SCHOOL can be tough for many children.

But what if the people you thought were your child's friends are actually the school mates who are making them the most unhappy. 

To coincide with Anti-Bullying Week, we have been taking a look at some of the signs parents and children can look out for and what they can do about it.

A spokesman from the anti-bullying charity Kidscape said: "Sometimes people who claim to be your friends can show bullying behaviour.

"In pop culture, that’s called a ‘frenemy’ or ‘frenemies’.

"Banter between friends can be fun, and when everyone’s in on the joke and enjoying themselves, it’s an important form of communication that bonds people together.

"However it can shift into bullying when someone is upset, hurt or offended, and the other person refuses to stop.

"For example, if someone keeps teasing you about something over and over again, even if they can see you’re no longer finding it funny, it’s shifting into bullying behaviour.

"Another form of banter that can shift into bullying behaviour is when friends pick on a physical trait or a characteristic of someone in the group and repeatedly use this as a focus of jokes or comments (e.g. someone’s weight, skin colour, ethnic background, religion, sexuality, gender)." 

How to spot a 'frenemy'

  • They might say 'brutally honest' things to you which are unkind or hurtful
  • Put pressure on you to do things you don’t want to do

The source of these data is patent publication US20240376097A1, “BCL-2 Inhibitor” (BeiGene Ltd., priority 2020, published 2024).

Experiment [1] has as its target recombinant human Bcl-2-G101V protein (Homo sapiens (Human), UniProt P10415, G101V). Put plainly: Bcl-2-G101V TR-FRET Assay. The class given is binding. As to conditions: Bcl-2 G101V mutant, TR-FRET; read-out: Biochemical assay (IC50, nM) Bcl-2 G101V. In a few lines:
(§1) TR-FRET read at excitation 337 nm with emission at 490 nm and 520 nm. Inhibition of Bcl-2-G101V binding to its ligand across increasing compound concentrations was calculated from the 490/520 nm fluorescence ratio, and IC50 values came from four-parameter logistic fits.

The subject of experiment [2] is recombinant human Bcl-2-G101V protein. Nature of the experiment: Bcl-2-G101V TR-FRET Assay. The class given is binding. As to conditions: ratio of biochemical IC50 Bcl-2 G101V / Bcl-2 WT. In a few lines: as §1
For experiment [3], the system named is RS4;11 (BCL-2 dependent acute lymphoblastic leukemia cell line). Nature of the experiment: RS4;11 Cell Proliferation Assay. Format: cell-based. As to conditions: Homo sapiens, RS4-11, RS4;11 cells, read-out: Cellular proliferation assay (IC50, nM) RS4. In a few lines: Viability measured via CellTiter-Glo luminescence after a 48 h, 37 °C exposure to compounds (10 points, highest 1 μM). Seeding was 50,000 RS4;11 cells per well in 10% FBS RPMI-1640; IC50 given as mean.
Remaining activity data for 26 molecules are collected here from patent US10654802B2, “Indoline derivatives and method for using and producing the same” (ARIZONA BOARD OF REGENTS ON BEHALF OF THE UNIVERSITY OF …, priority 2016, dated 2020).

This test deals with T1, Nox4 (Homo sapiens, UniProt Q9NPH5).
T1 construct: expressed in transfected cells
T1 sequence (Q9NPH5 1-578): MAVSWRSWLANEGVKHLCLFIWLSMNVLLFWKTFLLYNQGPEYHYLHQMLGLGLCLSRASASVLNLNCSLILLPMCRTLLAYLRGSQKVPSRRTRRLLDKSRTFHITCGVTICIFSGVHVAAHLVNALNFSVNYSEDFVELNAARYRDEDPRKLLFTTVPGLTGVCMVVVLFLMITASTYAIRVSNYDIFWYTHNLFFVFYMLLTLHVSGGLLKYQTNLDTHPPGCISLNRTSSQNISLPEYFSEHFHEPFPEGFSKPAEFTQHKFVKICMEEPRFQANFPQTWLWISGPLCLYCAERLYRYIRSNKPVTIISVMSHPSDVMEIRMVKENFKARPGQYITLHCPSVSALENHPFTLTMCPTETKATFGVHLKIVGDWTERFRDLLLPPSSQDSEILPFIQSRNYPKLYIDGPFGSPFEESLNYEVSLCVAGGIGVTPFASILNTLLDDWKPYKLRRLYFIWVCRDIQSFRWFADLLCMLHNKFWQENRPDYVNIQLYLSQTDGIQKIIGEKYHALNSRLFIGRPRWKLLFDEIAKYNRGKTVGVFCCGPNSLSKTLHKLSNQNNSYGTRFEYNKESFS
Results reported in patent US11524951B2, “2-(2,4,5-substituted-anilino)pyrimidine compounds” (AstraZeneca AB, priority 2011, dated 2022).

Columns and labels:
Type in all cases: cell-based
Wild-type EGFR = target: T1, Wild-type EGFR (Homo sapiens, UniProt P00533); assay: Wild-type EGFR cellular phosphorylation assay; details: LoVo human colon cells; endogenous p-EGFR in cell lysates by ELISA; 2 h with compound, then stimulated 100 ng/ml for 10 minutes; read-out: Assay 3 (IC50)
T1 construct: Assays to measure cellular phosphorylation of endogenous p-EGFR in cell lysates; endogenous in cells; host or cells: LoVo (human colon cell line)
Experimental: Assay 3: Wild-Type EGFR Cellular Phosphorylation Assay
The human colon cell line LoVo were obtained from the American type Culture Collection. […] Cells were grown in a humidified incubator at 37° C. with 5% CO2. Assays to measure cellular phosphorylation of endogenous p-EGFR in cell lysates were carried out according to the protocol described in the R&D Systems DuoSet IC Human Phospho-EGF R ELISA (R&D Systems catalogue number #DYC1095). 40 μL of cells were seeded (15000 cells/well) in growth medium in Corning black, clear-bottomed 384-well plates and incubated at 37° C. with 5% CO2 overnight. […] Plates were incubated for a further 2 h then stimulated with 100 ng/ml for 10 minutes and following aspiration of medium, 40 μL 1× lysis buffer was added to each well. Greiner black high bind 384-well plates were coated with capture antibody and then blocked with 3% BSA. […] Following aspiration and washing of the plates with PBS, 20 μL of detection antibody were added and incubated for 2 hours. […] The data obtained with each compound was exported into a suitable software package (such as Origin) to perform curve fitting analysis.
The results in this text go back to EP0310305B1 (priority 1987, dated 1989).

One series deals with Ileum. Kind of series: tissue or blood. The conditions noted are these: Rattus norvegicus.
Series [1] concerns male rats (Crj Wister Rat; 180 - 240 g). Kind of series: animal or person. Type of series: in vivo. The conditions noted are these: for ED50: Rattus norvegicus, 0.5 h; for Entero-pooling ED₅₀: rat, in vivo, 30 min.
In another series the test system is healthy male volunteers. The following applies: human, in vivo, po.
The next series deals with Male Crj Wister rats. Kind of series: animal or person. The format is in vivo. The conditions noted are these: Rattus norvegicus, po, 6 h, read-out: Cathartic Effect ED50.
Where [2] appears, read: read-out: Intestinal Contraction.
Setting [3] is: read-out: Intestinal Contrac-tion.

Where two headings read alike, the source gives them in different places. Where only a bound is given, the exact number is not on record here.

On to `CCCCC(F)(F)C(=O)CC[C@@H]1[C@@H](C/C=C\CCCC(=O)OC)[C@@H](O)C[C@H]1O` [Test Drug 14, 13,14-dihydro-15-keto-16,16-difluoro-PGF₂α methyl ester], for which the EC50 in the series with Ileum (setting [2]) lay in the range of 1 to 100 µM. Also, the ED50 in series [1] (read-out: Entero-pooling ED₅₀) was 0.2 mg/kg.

• Be manipulative (e.g. ‘If you were my friend you would…’)
  • Put you down
  • Laugh at you, or encourage others to laugh at you
  • Talk about you behind your back
  • Deliberately exclude you from group chat and activities
  • Take the 'banter' too far
  • Share things about you online
  • Make you feel bad about yourself

If you or your child think they might have a frenemy or friends who have been overstepping the mark, the charity advises youngsters to talk to the person about how their behaviour makes them feel.

A spokesman added: "Their response will tell you a lot.

"Sometimes our behaviour hurts others without us realising.

"A good friend will be sorry that they made you feel bad, and not do it again."

How to make new friends

Kidscape suggests joining a club, youth group, online forum or getting involved in an activity you enjoy is a great way of meeting new people.

Other tips include volunteering in the community and 'making an effort'. 

A spokesman added: "Don’t wait for others to arrange something.

"Ask your new friends if they’d like to hang out."

You can read more from advice from Kidscape by clicking here